11. Nisab: This is the minimum amount of wealth upon which zakat becomes payable. If one only has gold assets, the nisab is 87.48 grams of gold. If the assets are a mixture of gold and silver, the nisab for silver is utilised, which is 612.36 grams. In monetary terms, one converts these nisab levels to the current market prices for gold or silver. Thus, at today’s price (8/2/2015), the market value for gold, per gram, was £26.02; and for silver, £0.35. So whoever has £2,276.23 or more of net gold assets, will have to pay zakat, or £214.32 of mixed net assets must pay zakat. Those possessing less than the nisab are not liable for zakat and are usually considered poor or needy. One, however, consults a qualified scholars if unsure about how to calculate zakat.

Ma‘rifah: Getting to Know God

allah-calligraphy-1When we compare our lifespans, wherein our lives unfold, to the age of the earth or to the visible universe of nearly fourteen billion years, it seems less significant than a drop of water in an endless ocean. To today’s materialists, life holds little significance beyond that of selfish genes and chance mutations (or of exploitation and unfettered consumption). To believers in Allah and His Oneness (tawhid), however, life is seen as a rich tapestry of signs and an arena of tests that grant us the opportunity of knowing Allah and of worshiping Him. I only created jinn and men, stresses Allah in the Qur’an, that they may worship Me. [51:56]

The famous Quranic exegesis (mufassir), Mujahid, explained Allah’s words: “that they may worship Me (illa li ya‘budun)” to mean: “that they may know Me (illa li ya‘rifuni).”1 The rationale here being pretty straightforward, which is that we can’t worship Allah without first knowing something about Him.

In his essay about divine love, Istinshaq Nasim al-Uns – “Inhaling the Breeze of Divine Intimacy” – Ibn Rajab al-Hanbali wrote: ‘Allah created creation in order that they may worship Him, with love, fear and hope in Him. Allah, exalted is He, declares: I created jinn and men only that they may worship Me. However, Allah, transcendent is He, can only be worshiped after knowing Him. This is why He created the heavens, the earth and whatever is between them, as pointers to His oneness and majesty. Allah informs: Allah it is who has created seven heavens, and of the earth a similar number. His command descends throughout them, that you may know Allah has power over everything and that He encompasses all things in knowledge. [65:12]’2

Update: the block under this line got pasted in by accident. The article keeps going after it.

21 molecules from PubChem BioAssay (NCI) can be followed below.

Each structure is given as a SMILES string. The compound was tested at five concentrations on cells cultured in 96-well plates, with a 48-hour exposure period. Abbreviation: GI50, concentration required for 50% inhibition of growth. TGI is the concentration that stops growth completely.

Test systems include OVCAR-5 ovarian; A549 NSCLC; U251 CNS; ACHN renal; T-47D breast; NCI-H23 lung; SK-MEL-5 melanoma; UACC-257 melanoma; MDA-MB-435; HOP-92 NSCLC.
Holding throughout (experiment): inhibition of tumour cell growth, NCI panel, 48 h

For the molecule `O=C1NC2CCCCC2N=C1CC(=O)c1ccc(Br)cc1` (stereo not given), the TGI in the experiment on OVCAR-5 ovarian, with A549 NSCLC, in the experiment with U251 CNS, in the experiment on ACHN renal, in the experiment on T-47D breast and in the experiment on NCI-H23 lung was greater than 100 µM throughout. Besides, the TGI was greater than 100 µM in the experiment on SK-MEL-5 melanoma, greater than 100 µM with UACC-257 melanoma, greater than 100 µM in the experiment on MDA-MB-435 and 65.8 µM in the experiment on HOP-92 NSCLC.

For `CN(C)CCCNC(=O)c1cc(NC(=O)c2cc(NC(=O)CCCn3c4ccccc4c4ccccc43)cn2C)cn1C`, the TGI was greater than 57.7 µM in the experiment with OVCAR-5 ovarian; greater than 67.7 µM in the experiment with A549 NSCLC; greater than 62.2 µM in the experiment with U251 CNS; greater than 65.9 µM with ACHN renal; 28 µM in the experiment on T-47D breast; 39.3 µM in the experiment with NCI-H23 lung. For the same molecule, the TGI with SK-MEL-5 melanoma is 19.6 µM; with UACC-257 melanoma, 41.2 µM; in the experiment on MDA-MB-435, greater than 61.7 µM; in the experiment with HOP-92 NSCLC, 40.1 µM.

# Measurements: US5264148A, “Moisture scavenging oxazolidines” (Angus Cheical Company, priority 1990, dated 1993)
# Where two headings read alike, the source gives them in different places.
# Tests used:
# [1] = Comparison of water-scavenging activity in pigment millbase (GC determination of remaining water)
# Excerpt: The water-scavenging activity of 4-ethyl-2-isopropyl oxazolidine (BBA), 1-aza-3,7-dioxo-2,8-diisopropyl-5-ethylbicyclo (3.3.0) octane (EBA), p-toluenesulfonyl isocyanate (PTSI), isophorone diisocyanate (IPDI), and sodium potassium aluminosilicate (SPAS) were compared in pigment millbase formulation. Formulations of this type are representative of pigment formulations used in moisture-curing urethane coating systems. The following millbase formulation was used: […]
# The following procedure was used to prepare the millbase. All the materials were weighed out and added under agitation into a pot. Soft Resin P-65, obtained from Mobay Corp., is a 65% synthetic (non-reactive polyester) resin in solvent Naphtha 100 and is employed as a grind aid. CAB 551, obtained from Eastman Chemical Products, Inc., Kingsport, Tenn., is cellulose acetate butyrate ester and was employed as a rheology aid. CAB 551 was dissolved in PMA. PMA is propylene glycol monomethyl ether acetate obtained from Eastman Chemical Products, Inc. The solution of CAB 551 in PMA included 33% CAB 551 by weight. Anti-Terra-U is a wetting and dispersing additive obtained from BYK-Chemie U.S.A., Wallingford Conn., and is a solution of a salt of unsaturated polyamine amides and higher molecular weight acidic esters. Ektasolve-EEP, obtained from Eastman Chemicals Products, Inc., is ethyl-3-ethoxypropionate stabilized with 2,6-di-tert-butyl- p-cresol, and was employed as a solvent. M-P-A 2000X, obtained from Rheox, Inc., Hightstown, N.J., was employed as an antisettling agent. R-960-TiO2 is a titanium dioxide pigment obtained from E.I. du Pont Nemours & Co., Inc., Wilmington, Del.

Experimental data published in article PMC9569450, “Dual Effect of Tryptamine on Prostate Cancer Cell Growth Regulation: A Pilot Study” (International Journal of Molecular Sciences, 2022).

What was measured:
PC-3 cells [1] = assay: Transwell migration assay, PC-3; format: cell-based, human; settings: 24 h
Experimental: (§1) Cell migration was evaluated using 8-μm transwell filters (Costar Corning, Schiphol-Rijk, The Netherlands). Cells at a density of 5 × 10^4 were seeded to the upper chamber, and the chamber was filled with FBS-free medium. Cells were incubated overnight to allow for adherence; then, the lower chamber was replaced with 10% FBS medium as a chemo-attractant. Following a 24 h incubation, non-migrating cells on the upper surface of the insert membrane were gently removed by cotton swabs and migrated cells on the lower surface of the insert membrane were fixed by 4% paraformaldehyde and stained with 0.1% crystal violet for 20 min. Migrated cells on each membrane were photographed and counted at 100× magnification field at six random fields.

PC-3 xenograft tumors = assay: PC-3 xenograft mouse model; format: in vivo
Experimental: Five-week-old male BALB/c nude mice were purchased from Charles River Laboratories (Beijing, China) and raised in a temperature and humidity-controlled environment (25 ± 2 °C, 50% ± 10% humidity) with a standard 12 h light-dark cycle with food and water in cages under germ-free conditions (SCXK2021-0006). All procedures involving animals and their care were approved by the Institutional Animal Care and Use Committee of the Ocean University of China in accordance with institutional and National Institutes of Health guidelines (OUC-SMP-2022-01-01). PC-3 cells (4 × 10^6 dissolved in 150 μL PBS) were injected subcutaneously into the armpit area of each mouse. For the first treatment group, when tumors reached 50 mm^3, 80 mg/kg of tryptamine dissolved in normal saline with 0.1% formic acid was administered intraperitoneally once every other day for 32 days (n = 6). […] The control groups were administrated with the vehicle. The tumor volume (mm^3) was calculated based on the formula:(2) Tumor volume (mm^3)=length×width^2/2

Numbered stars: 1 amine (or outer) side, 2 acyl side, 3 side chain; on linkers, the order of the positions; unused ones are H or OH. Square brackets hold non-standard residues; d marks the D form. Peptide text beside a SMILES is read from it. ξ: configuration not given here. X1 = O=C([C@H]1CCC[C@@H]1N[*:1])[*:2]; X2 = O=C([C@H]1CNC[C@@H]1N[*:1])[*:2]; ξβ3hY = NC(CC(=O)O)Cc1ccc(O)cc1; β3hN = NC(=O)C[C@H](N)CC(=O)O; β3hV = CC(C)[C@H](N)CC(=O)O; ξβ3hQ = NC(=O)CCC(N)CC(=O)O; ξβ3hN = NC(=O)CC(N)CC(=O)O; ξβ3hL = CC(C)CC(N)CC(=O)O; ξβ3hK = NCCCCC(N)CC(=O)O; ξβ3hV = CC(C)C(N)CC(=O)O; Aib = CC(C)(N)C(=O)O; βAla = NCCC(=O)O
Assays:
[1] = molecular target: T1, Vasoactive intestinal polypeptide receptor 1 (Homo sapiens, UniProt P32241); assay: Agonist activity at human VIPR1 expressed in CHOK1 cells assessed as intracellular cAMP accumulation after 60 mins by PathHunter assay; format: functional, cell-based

So here we are told that the whole of creation was created li ta‘lamu – “that you may know” Allah, and know that His Command courses throughout creation and that His omnipotence and omniscience envelop all things. This, then, forms the deep wisdom behind why creation was created: to know Allah; know He is One, utterly unique, the sole Lord, Creator and Controller of creation, and that none deserves to be worshiped except Him.

As for the hadith frequently cited in sufi literature: “I was a treasure unknown, then I desired to be known. So I created creation and made Myself known; they then knew Me,” hadith masters declare this report to be a chainless forgery.

In his encyclopaedia of hadith forgeries and fabrications, Mulla ‘Ali al-Qari said about it: ‘Ibn Taymiyyah stated: “These aren’t the words of the Prophet, peace be upon him, and nor does it have any chain; be it sound or weak.” Al-Zarkashi and al-‘Asqalani said the same. Its overall meaning, though, is sound and takes its cue from Allah’s words, exalted is He: I only created jinn and men that they may worship Me. That is, “that they may know Me” – as explained by Ibn ‘Abbas, may Allah be pleased with him.’3

That its meaning is sound is confirmed by the Qur’an and by a whole host of classical scholars. So here is a case where we needn’t throw out the baby with the bathwater.